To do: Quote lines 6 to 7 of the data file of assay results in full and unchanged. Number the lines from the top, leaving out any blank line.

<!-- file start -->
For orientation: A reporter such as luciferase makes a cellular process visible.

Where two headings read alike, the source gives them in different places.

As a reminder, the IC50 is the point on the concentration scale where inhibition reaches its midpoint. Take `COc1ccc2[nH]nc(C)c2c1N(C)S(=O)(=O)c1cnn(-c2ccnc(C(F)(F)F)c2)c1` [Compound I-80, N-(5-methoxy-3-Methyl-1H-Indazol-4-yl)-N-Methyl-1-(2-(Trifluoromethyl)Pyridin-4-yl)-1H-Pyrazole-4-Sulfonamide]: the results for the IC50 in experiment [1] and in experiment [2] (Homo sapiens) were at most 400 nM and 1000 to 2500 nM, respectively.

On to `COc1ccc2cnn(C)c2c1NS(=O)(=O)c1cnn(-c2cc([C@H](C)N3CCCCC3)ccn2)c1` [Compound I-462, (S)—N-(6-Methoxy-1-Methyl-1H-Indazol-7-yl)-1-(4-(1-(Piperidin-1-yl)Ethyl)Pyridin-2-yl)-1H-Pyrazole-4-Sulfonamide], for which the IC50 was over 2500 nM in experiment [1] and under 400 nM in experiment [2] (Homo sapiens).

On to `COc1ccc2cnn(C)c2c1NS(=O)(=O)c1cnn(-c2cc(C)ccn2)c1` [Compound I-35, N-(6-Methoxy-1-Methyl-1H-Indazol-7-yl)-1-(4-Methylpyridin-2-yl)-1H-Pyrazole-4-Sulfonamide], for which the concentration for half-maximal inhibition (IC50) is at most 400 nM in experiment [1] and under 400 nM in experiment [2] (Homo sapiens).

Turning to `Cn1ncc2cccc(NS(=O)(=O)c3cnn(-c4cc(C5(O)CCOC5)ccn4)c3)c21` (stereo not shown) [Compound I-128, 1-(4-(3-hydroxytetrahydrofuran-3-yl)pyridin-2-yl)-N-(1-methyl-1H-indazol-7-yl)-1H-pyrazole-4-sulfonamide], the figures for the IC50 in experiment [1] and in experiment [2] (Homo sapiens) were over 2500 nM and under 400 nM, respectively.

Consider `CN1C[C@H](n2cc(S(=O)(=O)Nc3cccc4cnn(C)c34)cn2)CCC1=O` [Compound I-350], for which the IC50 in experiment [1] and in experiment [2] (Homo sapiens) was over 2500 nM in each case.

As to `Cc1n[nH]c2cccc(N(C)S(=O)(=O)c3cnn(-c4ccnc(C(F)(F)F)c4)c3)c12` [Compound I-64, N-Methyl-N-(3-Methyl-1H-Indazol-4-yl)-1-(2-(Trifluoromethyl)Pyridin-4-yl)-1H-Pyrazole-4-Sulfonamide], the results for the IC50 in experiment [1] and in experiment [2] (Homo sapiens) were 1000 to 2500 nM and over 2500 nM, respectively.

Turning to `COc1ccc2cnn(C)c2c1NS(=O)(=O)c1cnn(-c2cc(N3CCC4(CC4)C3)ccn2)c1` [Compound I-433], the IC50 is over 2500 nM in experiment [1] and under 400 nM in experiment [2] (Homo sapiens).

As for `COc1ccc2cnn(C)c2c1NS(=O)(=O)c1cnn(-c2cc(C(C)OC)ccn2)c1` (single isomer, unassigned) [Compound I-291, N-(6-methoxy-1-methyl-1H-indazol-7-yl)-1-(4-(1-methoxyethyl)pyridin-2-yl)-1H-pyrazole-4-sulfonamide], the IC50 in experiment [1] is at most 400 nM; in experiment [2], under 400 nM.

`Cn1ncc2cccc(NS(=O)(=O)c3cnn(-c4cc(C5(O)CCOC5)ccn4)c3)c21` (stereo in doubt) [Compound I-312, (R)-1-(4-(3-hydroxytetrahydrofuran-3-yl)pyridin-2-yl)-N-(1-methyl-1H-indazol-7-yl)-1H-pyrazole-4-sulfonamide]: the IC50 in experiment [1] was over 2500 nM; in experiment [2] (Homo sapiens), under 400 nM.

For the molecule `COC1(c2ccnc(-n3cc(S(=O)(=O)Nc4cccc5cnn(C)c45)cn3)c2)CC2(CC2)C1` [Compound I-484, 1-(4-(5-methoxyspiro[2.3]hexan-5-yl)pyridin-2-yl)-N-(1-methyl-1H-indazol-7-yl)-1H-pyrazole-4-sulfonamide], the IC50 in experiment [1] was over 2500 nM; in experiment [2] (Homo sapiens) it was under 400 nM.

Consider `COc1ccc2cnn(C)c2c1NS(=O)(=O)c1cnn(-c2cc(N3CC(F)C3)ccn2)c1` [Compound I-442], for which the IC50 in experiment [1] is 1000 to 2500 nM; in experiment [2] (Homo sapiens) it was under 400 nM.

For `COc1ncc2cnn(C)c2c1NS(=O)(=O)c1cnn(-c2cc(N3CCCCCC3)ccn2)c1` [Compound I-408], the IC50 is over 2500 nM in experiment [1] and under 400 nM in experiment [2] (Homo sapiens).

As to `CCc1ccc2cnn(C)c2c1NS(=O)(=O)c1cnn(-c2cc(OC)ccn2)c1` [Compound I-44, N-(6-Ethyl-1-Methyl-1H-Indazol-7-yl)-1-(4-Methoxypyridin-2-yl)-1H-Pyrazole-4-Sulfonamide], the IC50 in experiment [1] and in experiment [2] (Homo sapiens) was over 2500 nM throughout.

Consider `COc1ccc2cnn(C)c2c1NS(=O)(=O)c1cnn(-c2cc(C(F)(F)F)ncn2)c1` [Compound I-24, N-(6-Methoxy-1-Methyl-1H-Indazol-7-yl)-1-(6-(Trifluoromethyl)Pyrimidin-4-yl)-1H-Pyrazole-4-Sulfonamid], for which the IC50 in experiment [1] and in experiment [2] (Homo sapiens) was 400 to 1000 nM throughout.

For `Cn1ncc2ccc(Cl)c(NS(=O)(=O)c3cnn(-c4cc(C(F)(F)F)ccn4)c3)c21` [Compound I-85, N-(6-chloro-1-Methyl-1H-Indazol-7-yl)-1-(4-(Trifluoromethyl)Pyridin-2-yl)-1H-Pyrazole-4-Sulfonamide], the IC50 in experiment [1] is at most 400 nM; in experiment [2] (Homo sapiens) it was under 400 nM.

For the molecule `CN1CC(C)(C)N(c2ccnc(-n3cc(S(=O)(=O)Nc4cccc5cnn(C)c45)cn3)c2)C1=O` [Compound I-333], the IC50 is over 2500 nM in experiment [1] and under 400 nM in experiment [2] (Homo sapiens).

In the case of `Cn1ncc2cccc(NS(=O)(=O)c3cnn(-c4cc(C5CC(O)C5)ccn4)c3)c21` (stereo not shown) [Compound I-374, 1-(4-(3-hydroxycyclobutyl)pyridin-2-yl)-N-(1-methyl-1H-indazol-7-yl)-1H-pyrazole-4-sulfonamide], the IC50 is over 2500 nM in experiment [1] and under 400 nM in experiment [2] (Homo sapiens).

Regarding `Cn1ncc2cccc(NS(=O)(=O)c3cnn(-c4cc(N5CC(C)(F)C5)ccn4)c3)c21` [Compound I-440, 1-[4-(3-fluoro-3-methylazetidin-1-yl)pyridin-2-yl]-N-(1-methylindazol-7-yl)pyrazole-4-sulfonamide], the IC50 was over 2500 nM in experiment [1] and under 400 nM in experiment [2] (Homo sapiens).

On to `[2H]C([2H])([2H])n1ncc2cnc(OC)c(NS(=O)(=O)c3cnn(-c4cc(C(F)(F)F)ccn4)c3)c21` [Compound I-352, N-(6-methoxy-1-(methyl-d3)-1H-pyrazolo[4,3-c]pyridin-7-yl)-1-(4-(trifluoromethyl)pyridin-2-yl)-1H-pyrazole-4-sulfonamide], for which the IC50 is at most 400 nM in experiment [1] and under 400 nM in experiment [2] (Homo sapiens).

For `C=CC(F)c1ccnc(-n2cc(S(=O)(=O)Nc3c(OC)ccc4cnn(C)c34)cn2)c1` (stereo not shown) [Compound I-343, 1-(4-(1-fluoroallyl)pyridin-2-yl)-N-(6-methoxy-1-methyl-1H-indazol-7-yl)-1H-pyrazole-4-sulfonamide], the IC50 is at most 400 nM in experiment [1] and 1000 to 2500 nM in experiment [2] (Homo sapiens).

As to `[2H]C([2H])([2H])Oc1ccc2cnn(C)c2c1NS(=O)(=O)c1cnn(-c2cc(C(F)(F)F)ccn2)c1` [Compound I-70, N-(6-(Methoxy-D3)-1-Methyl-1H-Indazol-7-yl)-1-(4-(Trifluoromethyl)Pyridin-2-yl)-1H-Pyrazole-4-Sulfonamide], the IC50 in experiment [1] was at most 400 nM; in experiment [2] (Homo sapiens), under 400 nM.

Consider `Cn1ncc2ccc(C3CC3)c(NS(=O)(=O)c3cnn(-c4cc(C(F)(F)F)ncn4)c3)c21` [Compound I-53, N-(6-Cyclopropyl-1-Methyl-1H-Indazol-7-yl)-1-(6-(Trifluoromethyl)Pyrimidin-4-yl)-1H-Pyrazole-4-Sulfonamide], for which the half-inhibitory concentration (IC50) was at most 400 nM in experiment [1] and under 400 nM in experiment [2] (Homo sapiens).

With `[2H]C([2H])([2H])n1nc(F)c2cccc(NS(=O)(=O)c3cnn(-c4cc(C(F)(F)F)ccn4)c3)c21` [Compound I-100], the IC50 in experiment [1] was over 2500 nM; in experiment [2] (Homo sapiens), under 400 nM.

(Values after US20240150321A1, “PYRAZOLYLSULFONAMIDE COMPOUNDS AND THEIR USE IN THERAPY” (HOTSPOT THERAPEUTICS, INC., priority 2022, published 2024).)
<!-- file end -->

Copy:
Turning to `Cn1ncc2cccc(NS(=O)(=O)c3cnn(-c4cc(C5(O)CCOC5)ccn4)c3)c21` (stereo not shown) [Compound I-128, 1-(4-(3-hydroxytetrahydrofuran-3-yl)pyridin-2-yl)-N-(1-methyl-1H-indazol-7-yl)-1H-pyrazole-4-sulfonamide], the figures for the IC50 in experiment [1] and in experiment [2] (Homo sapiens) were over 2500 nM and under 400 nM, respectively.

Consider `CN1C[C@H](n2cc(S(=O)(=O)Nc3cccc4cnn(C)c34)cn2)CCC1=O` [Compound I-350], for which the IC50 in experiment [1] and in experiment [2] (Homo sapiens) was over 2500 nM in each case.